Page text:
Pondering how best to grow healthy, well-nourished kids is something that occupies the mind of almost every mother. This Mother’s Day, ChildFund is giving Kiwi and Kenyan mums added inspiration with Gunny Sack Gardens.
It can be difficult to put ourselves in the shoes of others, especially when their experiences are so far removed from our everyday lives. Even more challenging can be explaining their struggles to our children in ways their young minds can grasp – always in a hope that they’ll grow to be responsible, helpful citizens of the world.
Sometimes, we have to find little ways of discussing the big issues or sharing an experience to really connect – and this Mother’s Day it’s all about finding common ground through gardening.
Parents and schools across New Zealand are harnessing the power of gardening as a wonderful learning tool, and a great way to get kids eating their greens. And now, 14,000 kilometres across the globe, parents and preschools in Emali, Kenya are doing the same.
Having spent time with the Maasai and Kamba peoples in their remote, rural communities, you immediately appreciate the extent of their challenges. While the Maasai raise cows and goats, and the Kamba work hard to grow crops, the stark reality is one of a hand-to-mouth existence. Couple this with a lack of nutritional knowledge and long-standing practices like filling children’s bellies with weak milky tea, and it’s a recipe for nutritional disaster for their most vulnerable.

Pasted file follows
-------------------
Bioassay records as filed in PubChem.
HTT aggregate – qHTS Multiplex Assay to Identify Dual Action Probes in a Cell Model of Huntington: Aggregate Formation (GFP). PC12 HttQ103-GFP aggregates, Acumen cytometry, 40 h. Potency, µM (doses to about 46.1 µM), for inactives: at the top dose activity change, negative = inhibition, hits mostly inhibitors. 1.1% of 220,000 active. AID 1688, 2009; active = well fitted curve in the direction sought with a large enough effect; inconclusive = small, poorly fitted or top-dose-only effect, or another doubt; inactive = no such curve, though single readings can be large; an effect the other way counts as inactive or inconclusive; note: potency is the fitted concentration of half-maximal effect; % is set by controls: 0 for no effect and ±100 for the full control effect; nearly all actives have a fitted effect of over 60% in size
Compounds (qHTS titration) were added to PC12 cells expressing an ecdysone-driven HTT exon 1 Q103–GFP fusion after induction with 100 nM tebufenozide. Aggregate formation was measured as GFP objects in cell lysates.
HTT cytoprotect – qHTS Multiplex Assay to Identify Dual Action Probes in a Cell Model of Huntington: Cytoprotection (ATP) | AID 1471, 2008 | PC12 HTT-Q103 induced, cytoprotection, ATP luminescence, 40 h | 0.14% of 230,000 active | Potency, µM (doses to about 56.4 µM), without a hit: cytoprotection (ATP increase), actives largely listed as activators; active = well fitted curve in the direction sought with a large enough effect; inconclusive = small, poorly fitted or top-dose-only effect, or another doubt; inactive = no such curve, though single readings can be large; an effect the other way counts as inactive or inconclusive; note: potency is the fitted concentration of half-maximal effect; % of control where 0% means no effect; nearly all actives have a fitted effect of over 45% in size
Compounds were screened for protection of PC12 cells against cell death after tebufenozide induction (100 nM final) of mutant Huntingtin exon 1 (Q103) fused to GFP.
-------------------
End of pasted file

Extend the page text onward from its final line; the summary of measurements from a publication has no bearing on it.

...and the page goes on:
Invited by ChildFund and part-funded by the New Zealand Government’s Aid Programme, nutrition scientists from our own Otago University and Nairobi’s Kenyatta University found many children there suffer from severe – near crippling – iron and zinc deficiencies. Frequent upset tummies, fevers and respiratory illness also cause a vicious cycle of poor appetite and eating and therefore reduce immunity. Mums, dads and other caregivers were once at a loss to help, with little to no nutritional knowledge or resources.
With the support of generous Kiwis, a series of Nutritional Training Workshops is turning things around in Emali, with parents and caregivers learning easy, everyday ways to improve their children’s eating. And while knowledge is power, tools and food are equally important in this equation. Also armed with cooking utensils, poultry rearing know-how and Gunny Sack Gardens, the community is making massive changes – children are now eating more frequent and substantial meals, more protein thanks to chicken and eggs, and a greater variety of nourishing vegetables.
This Mother’s Day, we’re celebrating the success by showing Kiwis how to make their own Kenyan-inspired Gunny Sack Garden so that they can reap some of the same benefits. It’s a great family learning activity that promises food for thought in more ways than one. These upcycled vertical-gardens-in-a-bag are easy to make and very space and water efficient – perfect for the patio or those renting who don’t want to dig up the back lawn. Here are easy-to-follow instruction thanks to Kiwi landscape designer Xanthe White: http://bit.ly/Gunny-Garden.
As well as creating your own Gunny Sack Garden, you can buy the gift of a nutritional training voucher for a mum in Kenya, or veggie seeds or chickens, or any number of gifts via ChildFund Gifts that Grow to help give children a better start in life. Because as every mum knows, the best gift for Mother’s Day is a happy healthy child. You can find out more about Gifts that Grow for Mother’s Day and ChildFund’s work at www.childfund.org.nz
Shona Jennings is Programmes Director of ChildFund New Zealand. Shona has lived and worked in developing countries working on projects like the ones that ChildFund supports. Her role at ChildFund is to ensure its projects are achieving the most effective change possible for children. She loves seeing the change that communities with Kiwi support can help bring about.